Speed Reads


Gigantic iceberg breaks off from Antarctic glacier

NASA Earth Observatory

An iceberg six times the size of Manhattan is on the loose after breaking off of an Antarctic glacier.

The B31 iceberg covers close to 255 square miles and is up to one-third of a mile thick, making it one of the largest currently in existence, Reuters reports. It broke free from the Pine Island Glacier last November, according to NASA glaciologist Kelly Brunt.

"It's one that's large enough that it warrants monitoring," Brunt told Reuters. "It's like a large sheet cake floating through the Southern Ocean."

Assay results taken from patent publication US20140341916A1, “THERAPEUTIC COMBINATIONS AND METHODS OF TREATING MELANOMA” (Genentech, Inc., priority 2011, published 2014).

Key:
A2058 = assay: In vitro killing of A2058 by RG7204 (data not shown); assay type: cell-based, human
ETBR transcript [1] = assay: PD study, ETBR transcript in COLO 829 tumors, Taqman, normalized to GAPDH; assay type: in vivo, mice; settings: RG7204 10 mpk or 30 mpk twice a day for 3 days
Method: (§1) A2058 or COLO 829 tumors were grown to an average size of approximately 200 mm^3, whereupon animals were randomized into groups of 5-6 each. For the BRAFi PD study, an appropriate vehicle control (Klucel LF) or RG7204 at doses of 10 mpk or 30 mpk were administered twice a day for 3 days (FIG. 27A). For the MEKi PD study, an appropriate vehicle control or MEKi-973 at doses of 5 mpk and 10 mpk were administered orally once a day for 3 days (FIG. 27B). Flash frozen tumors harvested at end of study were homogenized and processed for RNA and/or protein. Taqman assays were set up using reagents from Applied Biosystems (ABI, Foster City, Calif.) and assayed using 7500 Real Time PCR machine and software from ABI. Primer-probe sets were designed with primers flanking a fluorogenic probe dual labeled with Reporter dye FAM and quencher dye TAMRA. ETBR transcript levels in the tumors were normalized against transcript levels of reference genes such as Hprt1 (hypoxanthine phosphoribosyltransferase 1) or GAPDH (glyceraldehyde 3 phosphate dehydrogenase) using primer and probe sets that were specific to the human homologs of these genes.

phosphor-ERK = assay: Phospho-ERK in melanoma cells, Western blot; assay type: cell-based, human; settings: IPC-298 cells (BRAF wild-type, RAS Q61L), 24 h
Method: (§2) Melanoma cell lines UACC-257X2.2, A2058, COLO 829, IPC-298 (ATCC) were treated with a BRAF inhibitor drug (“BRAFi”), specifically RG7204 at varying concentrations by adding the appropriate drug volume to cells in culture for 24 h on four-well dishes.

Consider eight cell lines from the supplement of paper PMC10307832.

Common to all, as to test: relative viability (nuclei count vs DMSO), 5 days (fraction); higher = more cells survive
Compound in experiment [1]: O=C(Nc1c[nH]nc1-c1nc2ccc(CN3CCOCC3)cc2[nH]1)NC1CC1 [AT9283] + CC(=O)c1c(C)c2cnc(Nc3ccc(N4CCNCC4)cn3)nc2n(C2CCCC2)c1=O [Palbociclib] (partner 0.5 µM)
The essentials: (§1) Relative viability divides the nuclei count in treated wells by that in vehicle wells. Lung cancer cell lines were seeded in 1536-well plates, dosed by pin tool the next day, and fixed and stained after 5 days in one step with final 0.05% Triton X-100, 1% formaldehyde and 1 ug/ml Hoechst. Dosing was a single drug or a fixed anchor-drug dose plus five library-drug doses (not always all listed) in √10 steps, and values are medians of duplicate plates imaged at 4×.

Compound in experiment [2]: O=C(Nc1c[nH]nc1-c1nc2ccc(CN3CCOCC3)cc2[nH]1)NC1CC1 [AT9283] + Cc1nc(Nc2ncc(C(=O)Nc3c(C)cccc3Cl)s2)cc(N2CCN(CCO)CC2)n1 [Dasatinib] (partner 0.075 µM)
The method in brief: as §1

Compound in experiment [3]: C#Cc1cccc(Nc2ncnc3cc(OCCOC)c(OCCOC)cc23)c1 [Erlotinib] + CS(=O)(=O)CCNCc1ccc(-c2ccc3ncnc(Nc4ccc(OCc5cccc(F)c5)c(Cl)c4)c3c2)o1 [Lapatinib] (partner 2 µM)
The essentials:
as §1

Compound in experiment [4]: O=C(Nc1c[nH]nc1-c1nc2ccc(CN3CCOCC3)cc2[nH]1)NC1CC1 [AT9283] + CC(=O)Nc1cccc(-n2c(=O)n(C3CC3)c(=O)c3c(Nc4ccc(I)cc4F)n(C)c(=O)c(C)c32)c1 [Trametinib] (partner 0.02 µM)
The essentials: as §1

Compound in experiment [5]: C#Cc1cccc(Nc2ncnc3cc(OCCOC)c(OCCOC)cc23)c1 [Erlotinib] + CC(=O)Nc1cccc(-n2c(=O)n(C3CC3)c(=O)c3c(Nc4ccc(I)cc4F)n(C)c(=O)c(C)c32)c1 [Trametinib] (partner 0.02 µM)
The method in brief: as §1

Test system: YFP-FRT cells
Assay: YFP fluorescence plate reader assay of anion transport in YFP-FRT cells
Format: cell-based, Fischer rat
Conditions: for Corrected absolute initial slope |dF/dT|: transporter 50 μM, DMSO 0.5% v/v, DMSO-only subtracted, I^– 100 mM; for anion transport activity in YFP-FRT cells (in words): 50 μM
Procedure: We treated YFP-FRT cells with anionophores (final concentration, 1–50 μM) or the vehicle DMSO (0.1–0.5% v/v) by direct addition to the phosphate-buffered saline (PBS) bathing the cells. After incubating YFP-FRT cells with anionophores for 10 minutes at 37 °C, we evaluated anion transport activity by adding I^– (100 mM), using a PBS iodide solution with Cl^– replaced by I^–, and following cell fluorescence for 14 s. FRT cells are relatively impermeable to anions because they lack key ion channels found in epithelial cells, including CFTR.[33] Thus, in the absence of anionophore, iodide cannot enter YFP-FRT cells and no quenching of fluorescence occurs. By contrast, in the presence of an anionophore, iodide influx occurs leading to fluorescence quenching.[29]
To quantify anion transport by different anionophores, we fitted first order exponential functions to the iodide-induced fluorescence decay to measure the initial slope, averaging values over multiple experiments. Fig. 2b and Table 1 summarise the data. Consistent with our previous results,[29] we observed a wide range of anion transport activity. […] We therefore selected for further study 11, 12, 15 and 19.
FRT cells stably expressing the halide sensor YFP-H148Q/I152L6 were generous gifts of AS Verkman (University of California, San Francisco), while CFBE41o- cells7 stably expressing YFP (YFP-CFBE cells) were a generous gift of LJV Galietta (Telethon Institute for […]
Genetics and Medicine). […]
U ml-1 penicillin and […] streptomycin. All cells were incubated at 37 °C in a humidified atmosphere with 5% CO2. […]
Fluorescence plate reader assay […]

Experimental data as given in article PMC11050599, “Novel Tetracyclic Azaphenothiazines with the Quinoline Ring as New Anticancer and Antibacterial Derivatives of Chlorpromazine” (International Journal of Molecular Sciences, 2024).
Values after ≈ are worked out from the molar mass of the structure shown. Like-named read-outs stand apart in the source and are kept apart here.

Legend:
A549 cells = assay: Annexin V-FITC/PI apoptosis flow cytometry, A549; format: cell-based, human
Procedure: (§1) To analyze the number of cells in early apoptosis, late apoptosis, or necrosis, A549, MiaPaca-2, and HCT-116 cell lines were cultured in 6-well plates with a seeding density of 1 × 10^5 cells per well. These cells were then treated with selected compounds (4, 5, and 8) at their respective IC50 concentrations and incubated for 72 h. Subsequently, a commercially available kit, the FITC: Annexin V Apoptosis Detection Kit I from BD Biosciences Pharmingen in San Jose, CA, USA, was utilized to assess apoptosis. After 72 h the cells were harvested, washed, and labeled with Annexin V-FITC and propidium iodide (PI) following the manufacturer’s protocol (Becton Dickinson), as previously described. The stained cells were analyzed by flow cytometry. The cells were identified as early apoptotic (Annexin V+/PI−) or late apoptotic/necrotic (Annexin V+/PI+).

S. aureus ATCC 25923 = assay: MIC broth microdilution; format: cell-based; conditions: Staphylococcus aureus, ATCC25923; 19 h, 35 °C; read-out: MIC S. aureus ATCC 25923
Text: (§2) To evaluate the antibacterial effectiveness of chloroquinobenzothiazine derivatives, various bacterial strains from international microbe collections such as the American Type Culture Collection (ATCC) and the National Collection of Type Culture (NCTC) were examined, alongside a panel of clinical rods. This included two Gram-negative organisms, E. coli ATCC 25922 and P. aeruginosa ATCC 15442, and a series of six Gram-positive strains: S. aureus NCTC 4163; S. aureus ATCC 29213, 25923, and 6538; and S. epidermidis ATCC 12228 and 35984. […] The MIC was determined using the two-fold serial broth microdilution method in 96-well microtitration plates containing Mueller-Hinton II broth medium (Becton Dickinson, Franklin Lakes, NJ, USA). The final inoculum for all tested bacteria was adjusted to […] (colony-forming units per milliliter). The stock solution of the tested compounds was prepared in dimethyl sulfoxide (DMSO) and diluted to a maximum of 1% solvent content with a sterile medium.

The iceberg has made its way across Pine Island Bay, in the Amundsen Sea (between Antarctica and South America), and most likely will be swept up by the fast-moving currents of the Southern Ocean. Scientists are not concerned with the iceberg crashing into ships, as there's not a lot of traffic in the vicinity; what they are most interested in is the Pine Island Glacier itself, which has been "thinning and draining rapidly," and could be contributing to sea level rise. --Catherine Garcia